DOE to Meralco: Explain online fee

Power lines run beside a sign of the Manila Electric Co. (Meralco) branch in Manila in this Bloomberg file photo.

By Lenie Lectura & Jovee Marie N. Dela Cruz

The Manila Electric Co. (Meralco) was asked by the Department of Energy (DOE) to explain the rationale behind the collection of the P47 fee from consumers who pay their bills via online.

In a letter sent to Meralco President Ray Espinosa, Energy Secretary Alfonso G. Cusi said Meralco’s collection of P47 per transaction effectively increases the electricity cost to the consumers. This, the DOE noted, is “a clear deviation to all the government efforts to bring down the cost of utilities, especially during these difficult times.”

“We have been receiving reports that your system effectively obliges the paying customer to depart from exiting payment arrangements i.e., through banks and now they have to go through your app for which they have to pay a fee of P47 per transaction,” said Cusi.

Meralco said Tuesday that the P47 fee that customers pay for was provided to address customers’ clamor for a 24/7 payment option. Moreover, Meralco stressed that this is “purely voluntary” on the part of the customer and is just one of the many available payment options.

“The online fees are not Meralco’s fees and does not accrue to Meralco, but are the fees charged by online payment service providers to those using their platform or system to transact online payments for their convenience,” said Meralco Senior Vice President and head of Legal and Corporate Governance William Pamintuan.

The DOE said, however, that Meralco was supposed to obtain approval from the government “to do something like this.”

“Apparently, your offices are justifying that you do not need to go through the government because this fee collection does not go to Meralco–that it goes to your app service provider,” said Cusi.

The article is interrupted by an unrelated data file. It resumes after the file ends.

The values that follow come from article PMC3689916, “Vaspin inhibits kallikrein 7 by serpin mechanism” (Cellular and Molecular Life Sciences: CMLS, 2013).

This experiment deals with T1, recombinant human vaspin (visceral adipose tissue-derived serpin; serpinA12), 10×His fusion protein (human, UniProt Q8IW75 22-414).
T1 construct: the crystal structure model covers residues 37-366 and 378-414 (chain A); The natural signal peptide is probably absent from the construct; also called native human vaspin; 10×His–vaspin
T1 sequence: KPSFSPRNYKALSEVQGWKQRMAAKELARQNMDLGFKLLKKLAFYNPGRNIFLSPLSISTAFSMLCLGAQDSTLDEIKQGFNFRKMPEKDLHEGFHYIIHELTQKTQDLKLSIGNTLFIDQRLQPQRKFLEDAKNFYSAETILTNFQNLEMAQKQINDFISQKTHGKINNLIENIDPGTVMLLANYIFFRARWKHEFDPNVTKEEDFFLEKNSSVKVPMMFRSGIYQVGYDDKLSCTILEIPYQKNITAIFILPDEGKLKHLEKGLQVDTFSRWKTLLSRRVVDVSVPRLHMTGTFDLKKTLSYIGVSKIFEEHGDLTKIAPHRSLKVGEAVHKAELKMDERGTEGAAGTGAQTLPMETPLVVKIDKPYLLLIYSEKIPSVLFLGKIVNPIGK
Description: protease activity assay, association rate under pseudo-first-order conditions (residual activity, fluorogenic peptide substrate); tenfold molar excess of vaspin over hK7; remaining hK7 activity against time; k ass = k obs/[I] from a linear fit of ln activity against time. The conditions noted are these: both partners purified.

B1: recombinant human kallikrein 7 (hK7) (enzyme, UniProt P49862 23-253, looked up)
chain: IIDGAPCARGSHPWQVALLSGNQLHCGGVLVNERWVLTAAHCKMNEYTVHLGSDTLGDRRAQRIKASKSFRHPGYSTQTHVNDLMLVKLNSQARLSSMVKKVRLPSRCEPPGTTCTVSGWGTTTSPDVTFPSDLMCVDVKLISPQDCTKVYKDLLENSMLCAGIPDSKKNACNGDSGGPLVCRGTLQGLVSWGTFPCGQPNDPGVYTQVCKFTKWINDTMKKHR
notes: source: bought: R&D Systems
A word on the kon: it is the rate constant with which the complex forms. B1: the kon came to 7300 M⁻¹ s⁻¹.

The DOE wants Meralco to explain the rationale of the said payment scheme and if such was approved by management. “Likewise, we would like to question your intentions on this and your decision to time the introduction of this new process during this pandemic.”

Pamintuan also said Meralco is not charging the online fees to its rates “This will create cross subsidies not allowed by EPIRA [Electric Power Industry Reform Act]. In the interest of fairness and transparency, only customers availing of our online payment system should be charged with the online fees.”

Meralco was also ordered by the Energy Regulatory Commission (ERC) to explain how it computed electricity bills for March to April this year.

“We have been bombarded with complaints about Meralco’s alleged high billings covering the past three months, including this May, and we need to look into these consumers’ allegations,” said ERC Chairperson and CEO Agnes VST Devanadera.

The ERC and DOE earlier directed distribution utilities and retail electricity suppliers to defer customer electricity bills falling due within the enhanced community quarantine (ECQ) without interest, penalties, fees and other charges. Likewise, electric bills should be staggered for up to four months.


The National Association of Electricity Consumers for Reforms (NASECORE), meanwhile, alleged that Meralco violated ERC’s directive to provide a 30-day grace period for the payment of bills.

NASECORE National President Pete Ilagan also said the utility firm failed to amortize accumulated bills in four equal payments in four succeeding billing months after the 30-day grace period commencing from the end of the ECQ.